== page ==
I also notice, in the aftermath, that we seem pretty sure of ourselves that this was the “best” idea and our expectations aren’t terribly high in this assessment. If we’re still treading water, if meeting the larger objective was not a complete disaster, then that must have been the “best” idea. Sometimes, even if the whole thing is a flop. That one critical choice made, nah, that couldn’t have been it…must have been something else. Isn’t Mitt Romney’s nomination a good example of this? We’re doing it again, Republicans functioning as a meaningful emblem of what is going on across society. They’ll line up on two sides of the question, some saying “Romney jinxed this thing” and others saying “no he didn’t,” they’ll have a voice vote about it, and one side might “win.” It seems we have lost the ability to decide anything any other way.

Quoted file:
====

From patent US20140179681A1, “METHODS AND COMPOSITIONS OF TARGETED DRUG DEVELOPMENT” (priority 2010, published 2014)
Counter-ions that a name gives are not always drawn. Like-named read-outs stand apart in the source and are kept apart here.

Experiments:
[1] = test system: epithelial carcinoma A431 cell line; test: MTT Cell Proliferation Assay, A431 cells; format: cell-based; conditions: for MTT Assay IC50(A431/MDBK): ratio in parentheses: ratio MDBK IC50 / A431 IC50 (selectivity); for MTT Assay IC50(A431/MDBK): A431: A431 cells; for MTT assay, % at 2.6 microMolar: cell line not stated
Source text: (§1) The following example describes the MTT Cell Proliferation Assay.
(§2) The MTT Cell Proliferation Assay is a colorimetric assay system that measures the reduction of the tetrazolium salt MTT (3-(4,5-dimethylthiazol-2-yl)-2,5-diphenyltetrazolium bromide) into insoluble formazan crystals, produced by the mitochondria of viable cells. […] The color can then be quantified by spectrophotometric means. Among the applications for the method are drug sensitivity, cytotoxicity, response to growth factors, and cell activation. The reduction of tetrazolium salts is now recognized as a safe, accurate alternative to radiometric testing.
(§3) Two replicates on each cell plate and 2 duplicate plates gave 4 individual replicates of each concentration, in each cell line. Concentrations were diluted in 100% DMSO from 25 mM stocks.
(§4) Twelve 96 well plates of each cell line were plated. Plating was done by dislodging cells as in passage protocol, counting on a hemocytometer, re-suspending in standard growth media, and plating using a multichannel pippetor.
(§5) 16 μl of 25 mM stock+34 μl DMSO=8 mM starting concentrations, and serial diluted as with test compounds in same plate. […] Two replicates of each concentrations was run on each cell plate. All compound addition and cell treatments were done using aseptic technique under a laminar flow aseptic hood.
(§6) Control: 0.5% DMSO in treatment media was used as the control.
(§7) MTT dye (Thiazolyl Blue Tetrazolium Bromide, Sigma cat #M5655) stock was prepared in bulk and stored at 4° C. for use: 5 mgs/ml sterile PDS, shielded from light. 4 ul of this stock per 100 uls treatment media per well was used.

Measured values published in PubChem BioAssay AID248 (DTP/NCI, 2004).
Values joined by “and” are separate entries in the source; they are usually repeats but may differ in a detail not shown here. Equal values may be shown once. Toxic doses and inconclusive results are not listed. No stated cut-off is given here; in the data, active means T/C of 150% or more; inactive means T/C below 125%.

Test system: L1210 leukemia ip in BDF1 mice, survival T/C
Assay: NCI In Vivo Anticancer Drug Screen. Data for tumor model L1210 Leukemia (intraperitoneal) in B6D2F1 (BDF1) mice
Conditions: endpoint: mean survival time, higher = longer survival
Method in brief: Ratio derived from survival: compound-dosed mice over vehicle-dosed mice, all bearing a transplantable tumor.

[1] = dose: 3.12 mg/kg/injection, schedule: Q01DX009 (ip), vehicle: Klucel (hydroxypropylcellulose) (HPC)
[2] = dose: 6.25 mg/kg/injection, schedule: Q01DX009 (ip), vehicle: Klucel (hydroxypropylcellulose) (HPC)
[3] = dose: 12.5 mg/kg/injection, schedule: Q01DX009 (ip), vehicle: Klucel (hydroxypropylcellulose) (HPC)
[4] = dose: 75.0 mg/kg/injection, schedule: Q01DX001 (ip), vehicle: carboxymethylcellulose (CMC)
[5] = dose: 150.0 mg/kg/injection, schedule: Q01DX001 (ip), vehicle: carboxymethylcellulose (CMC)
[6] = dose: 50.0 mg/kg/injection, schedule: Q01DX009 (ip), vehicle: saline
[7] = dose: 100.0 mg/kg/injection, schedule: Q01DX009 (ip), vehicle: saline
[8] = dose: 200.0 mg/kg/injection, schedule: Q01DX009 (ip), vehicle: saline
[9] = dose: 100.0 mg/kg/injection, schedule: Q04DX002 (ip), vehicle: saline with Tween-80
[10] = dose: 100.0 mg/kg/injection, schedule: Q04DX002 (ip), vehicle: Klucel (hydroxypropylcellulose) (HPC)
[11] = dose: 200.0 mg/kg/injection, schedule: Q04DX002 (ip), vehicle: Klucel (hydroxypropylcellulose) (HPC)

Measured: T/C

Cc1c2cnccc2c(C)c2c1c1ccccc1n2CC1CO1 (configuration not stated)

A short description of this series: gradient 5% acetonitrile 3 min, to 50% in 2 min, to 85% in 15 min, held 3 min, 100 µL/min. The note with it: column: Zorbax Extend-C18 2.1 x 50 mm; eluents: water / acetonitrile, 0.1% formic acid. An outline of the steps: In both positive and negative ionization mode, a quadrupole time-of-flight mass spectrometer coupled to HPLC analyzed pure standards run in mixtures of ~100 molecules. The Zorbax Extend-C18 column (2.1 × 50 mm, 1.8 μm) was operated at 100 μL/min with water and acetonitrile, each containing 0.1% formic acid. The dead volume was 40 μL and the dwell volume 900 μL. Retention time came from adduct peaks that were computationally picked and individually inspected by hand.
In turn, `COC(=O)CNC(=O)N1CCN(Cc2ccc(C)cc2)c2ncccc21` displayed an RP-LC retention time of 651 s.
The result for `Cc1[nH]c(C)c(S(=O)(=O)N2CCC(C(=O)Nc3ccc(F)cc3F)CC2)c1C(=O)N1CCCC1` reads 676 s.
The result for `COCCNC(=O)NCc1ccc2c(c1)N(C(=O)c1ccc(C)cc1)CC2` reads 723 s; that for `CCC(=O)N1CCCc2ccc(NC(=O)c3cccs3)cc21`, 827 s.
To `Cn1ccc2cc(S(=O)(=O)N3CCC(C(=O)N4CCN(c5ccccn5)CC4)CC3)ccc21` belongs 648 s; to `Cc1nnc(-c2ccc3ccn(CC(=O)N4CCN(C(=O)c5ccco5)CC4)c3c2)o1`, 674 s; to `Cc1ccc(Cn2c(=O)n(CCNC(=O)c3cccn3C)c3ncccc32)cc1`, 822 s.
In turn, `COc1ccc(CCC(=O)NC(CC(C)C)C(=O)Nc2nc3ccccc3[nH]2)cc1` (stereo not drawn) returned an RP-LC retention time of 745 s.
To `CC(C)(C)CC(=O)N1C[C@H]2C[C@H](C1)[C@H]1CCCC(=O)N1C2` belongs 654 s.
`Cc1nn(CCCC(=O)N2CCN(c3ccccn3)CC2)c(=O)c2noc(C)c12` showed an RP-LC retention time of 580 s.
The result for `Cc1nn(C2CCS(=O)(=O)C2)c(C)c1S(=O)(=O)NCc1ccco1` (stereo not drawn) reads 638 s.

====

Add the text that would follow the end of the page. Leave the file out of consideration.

I have personal reasons for being biased against teshmology. But, intellectually as well, struggle as I might, I can’t see anything good about it. There are benefits to our learning how to work together and communicate with each other on common ground, but that is not what this is. I would say this is like the rust, to the water that is that beneficial working-together thing (in which, by the way, I’ll take note that we don’t seem to be doing that terribly well either). This thing is rust because it is a solvent, it is an oxidization problem, one that eats away at the ferrous structure upon which we depend, the scaffolding that holds us up off the ground.